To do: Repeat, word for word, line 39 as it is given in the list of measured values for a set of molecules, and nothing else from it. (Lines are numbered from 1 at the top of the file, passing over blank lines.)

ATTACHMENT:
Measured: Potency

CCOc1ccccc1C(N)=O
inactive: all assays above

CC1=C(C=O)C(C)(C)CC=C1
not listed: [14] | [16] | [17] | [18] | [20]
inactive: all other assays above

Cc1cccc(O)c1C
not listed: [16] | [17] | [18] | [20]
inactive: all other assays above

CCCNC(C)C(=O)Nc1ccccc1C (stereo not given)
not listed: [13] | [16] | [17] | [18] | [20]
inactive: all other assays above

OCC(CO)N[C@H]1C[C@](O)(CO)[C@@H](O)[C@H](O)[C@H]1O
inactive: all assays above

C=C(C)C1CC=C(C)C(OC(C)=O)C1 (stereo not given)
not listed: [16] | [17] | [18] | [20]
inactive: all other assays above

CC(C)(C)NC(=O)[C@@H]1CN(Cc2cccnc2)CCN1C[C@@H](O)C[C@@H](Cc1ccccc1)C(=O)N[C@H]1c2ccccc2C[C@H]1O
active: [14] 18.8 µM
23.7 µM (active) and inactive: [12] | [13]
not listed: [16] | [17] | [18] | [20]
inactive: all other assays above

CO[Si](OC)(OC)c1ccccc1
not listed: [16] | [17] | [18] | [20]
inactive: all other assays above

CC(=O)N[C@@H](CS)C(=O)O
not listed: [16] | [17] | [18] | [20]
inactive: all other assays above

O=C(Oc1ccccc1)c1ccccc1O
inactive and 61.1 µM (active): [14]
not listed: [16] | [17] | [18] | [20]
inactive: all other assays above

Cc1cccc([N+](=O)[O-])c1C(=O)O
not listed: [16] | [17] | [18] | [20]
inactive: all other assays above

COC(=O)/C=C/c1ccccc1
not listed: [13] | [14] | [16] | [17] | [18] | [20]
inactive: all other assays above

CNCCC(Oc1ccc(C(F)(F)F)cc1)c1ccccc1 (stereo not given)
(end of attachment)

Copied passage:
CNCCC(Oc1ccc(C(F)(F)F)cc1)c1ccccc1 (stereo not given)